The right hand holds on to a handgrip that can turn around the axis that coïncides with the player's forearm. Turning the hand around this axis comes very naturally to most people and can be done very fast with little tension. Turning this handgrip around this axis controls the bowing speed. Turning the grip counterclockwise makes the bowing belts go in counterclockwise direction. The further the grip is turned away from its initial position, the more intense the note. The same goes for clockwise direction. When the grip is in neutral position, the bowing belts stand still (but stay in contact with the string, damping it). Because the required turning movement of the hand is so natural, Requirement 3 and 4 of the above list can be met. Additionally, the grip is fitted with 6 ergonomically placed buttons (like on a computer mouse, for instance), each corresponding to it's own string. Holding down a button places the bowing belt on the string, releasing it moves the bowing belt away from the string. Although the player has only 5 fingers Requirement 1 on the above list is still met, because the thumb can control 2 buttons by 'rolling' over them.

Pressure sensitive keys

There are 6 pressure sensitive keys, each corresponding to a string. Holding a key down will place the bowing belt on the string, releasing a key will move the bowing belt away from the string. While the key is pressed down, the amount of pressure the user applies on the key defines the note intensity. The keys will be long (like spacebars on a laptop), so that the thumb and index-/middlefinger can alternate while tapping on them, making it possible to meet Requirement 3 and 4 in the above list.


Due to lack of time and financial resources, the choice has fallen on the pressure sensitive keys concept. This may be realised in two ways.

  • Using an excisting MIDI keyboard with aftertouch. These keyboards have pressure-sensitive keys. The "aftertouch" means that these keys record and transmit the applied pressure during the entire note, unlike the traditional piano key which only records the applied pressure when the key is initially pressed down.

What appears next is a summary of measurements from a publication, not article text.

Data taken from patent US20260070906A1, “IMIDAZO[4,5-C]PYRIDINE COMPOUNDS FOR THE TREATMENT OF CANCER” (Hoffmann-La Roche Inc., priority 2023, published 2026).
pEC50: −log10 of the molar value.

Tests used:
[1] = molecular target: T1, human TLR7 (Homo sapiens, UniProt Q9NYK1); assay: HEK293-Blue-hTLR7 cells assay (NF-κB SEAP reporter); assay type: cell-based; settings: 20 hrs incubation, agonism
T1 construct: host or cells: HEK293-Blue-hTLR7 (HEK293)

• Using laptop spacebars, adding pressure sensitivity by placing pressure sensors under them.

The first option is the easiest as MIDI keyboards are already complete devices that only need to be plugged into the computer. As this project turns out to be more of a proof of concept than the building of a final product, the MIDI keyboard doesn't have to be demolished so that it has only 6 keys, and fit onto the guitar. Instead, the only thing that needs to be done is to let the keyboard communicate with SIMULINK. Searches on how to do this on the internet didn't raise any answers on this, however.

Therefore, the laptop spacebar alternative is examined. It should be noted that, for this purpose the laptop key intuitively seems more fitting than the keyboard key. For instance, the laptop key can me tapped much faster while after each tap it is able to retract fully, while a keyboard key needs more time for this, which puts a limit on how fast you can play on a single string. Also, the laptop spacebar has a (for the user) more discrete "on" and "off" position, because there is some sort of treshold in it that makes it avoid the halfway-pressed-down position. This way the player has a clearer idea when the bowing belts are on and off the strings.

It is not possible to order a completely working seperate spacebar. Instead, you can only buy seperately the upper part of the spacebar, the mechanisms that hold it in position and allow it to move merely up and down, and the on-off sensor. Each of our spacebars each need a mounting too, so the only solution is to buy multiple laptop keyboards and literally saw the part with the spacebar out. Placing the pressure sensors underneath the spacebars is very easy, because there is enough flat surface on the mounting under the bars to glue these on. Placing stickers on the bottom side of the spacebar can make sure the spacebar touches the pressure sensor just enough.